Washington, Aug 16 (EFE).- The US government said Wednesday morning it will step up its search-and-rescue operation in wildfire-stricken Hawaii by sending more dogs trained to detect human remains.
The administrator of the Federal Emergency Management Agency, Deanne Criswell, said at a White House briefing that at least 40 canine teams soon will be operating on Maui, the most-devastated Hawaiian island.
She added that FEMA is working meticulously in the affected areas to locate missing people while also respecting the islands’ cultural sensitivities.
Devastating fires in Maui over the past week have caused at least 106 deaths, although that figure is likely to rise because only 32 percent of the burned zone in Lahaina – an area that runs from the hillsides of the West Maui Mountains to the coast – has been searched so far.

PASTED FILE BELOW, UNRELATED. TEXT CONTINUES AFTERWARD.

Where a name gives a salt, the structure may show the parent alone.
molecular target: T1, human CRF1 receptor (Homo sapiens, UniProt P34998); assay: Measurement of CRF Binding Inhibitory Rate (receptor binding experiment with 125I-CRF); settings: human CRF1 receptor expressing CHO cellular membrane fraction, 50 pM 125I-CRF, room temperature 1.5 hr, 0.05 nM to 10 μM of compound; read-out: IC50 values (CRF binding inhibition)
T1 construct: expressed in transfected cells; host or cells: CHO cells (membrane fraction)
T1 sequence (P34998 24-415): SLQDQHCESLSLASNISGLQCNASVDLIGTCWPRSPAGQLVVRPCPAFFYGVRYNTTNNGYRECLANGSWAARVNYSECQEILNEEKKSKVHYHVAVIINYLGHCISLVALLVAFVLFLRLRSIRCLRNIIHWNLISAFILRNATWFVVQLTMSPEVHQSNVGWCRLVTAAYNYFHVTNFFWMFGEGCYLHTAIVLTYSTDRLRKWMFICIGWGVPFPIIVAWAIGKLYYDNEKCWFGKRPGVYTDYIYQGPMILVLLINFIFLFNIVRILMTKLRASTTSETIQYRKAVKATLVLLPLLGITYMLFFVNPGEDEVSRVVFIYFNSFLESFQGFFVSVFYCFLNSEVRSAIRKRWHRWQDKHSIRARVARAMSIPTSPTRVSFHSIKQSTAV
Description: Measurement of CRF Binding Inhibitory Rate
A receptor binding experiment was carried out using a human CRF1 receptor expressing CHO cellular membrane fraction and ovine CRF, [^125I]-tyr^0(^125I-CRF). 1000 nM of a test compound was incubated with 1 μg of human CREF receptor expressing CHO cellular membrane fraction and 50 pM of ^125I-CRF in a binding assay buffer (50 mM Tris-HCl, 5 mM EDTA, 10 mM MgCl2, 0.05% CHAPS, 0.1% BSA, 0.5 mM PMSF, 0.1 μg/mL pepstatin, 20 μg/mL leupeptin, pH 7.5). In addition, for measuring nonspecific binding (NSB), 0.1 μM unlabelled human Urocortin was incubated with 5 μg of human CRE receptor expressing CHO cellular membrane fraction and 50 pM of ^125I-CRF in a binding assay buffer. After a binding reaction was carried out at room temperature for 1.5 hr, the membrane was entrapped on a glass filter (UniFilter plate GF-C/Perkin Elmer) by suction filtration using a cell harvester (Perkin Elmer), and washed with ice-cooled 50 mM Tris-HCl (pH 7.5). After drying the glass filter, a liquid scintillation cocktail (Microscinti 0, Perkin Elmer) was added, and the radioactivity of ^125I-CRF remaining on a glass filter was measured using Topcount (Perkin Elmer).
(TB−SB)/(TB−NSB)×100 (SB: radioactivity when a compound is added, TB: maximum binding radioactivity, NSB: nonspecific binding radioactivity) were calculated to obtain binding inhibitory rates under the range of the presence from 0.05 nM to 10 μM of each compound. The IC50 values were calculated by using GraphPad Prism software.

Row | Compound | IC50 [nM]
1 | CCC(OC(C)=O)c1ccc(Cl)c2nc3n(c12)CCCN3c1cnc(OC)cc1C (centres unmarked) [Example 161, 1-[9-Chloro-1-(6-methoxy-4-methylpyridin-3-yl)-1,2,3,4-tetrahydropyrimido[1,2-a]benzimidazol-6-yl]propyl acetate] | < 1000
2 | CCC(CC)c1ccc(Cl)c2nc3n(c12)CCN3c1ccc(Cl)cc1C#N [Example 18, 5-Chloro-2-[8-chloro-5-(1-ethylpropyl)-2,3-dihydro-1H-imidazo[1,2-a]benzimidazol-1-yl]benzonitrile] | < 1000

Criswell said more cadaver dogs were needed because the heat and the difficult terrain, including glass and other debris on the ground, make frequent rest a necessity.
Besides the additional dogs, 30 forensic experts from the Department of Health and Human Services are now in Maui and others from the Defense Department are expected to arrive soon to help identify those who perished in Lahaina.
President Joe Biden and first lady Jill Biden are scheduled to travel on Monday to Maui and meet with emergency workers, survivors and federal, state and local officials.
“(Biden) is going to be able to bring hope and he’s going to speak with the governor and the state’s first lady and talk to survivors and hear their stories. And it’s that level of hope that I think is going to really be a positive impact for this community,” Criswelll said. EFE